Don Pasquale © KK Dundas for Scottish Opera

Romantic Deceptions and Humorous Metamorphoses: Unveiling the Charms of Donizetti’s Don Pasquale

Don Pasquale is a comic opera in three acts by Gaetano Donizetti which premiered in Paris in 1843 and had its Italian premiere later that year in Milan. It is a ‘romantic comedy’ with 19th-century values. The plot, set in Rome, revolves around Don Pasquale, who wants his nephew Ernesto to marry for convenience instead of love. Ernesto, however, is in love with Norina, a young widow. Dr. Malatesta, who is Pasquale’s friend, wants to help the lovers unite and hatches an elaborate plot with Norina to achieve this. He presents her as his sister to Pasquale, suggesting that they should marry each other. Once the contract of marriage is finalised, Norina is to harass Pasquale to such an extent, that he will eventually be relieved to be rid of her, even if it is to marry Ernesto. A veritable success when it premiered, the humour of Don Pasquale lies in the chicanery that Pasquale must endure and the metamorphosis of Norina from a shy, demure bride to a ‘virago’.

Don Pasquale is the quintessential old bachelor, old-fashioned, stingy, gullible but a good person. Dr. Malatesta is a man who lives by his wits. Ernesto and Norina are young, impulsive and willing to do anything to marry each other and even more to make sure Ernesto is not disinherited by Pasquale. Four characters and a story as old as time, yet Don Pasqualestands apart from the rest. Pasquale, defeated and tricked, is depicted as ridiculous and pathetic and is eventually deprived of his last illusion about life.

The music is exquisite—at times brilliant and at others playful, but also sentimental when it needs to be so. All is perfect in Don Pasquale from the famous overture with its serenade theme to the final admonishment against marrying at an old age. In between are gems like the Norina-Malatesta duet in the first act, the squabble between Pasquale and Norina in the second and in the famous third act, the secret meeting of Pasquale and Malatesta, and Ernesto’s serenade, ‘Com’è gentil’.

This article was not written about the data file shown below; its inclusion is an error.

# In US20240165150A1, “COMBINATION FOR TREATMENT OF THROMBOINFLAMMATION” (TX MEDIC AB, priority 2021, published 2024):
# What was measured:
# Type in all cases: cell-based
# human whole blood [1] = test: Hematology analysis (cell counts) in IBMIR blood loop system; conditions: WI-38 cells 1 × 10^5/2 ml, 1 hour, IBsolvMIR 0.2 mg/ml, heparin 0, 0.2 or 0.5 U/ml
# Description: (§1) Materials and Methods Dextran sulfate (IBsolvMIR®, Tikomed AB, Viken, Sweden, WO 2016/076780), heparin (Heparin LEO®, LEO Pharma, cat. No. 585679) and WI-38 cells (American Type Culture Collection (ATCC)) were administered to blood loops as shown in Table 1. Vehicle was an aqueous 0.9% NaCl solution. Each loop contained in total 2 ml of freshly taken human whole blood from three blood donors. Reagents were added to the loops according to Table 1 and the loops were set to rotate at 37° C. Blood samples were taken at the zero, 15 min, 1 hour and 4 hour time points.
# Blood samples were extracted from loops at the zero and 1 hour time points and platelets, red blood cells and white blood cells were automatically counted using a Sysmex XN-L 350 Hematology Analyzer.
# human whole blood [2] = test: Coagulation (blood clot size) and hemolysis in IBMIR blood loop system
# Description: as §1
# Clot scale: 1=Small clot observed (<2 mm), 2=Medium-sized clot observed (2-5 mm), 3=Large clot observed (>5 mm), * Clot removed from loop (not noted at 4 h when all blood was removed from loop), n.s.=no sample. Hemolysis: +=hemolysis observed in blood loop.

In Norina’s entrance aria, set to an irresistible dance tune, she laughs at sentimental tales and asserts her own ability to stimulate love. The humour is captivatingly revealed in the aforementioned duet, as is sympathy when Norina feels sorry for the slap she gave Pasquale. It is Norina’s capacity for tenderness that keeps her sense of humour within the bounds of good taste; and that good taste is found everywhere in the music. It is said that Donizetti composed the opera in a very short time—in about two weeks. The whole action is carried by the four principals. The chorus has one moment of prominence in the last act and then appears as background for Ernesto’s serenade. The overture is mainly concerned with Ernesto’s serenade from the last act and Norina’s aria from the first.

The time at which Donizetti wrote this was a very difficult period in his life. Almost 50 years old, he was at the height of his fame but suffering from a series of deaths in the family and exhausted from his journeys between Vienna, Paris and Italy. This, in addition to working long hours every day, eventually took a toll on him. The composer said farewell to comic opera with this work. Together with The Barber of Seville and Falstaff, Don Pasquale forms the great Italian comic opera triad of the 19th century. It is a triad of great vitality which still dominates the world’s opera houses.

To bring out the flavour of this opera, we have in our collection a true interpretation of the characters involved headed by a master singer, Tito Schipa, accompanied by Ernesto Badini, Afro Poli and Adelaide Saraceni. The opera has been conducted by Carlo Sabajno, who was among the prominent conductors of the time.

The NCPA houses the world-famous Stuart-Liff Collection of 6,000 books, 11,000 LPs and 12,000 CDs on Western classical music. This collection was generously donated to the Centre in 2009 by Vivian Liff, on behalf of George Stuart and himself, as a gesture of their friendship with Chairman Mr. Khushroo N. Suntook, an avid collector and connoisseur himself. The collection is an invaluable source for research by musicologists and students as well as for general music lovers. The library housing the collection is open from 10 am to 5.15 pm on weekdays.

By Jimmy Bilimoria. This piece was originally published by the National Centre for the Performing Arts, Mumbai, in the August 2023 issue of ON Stage – their monthly arts magazine.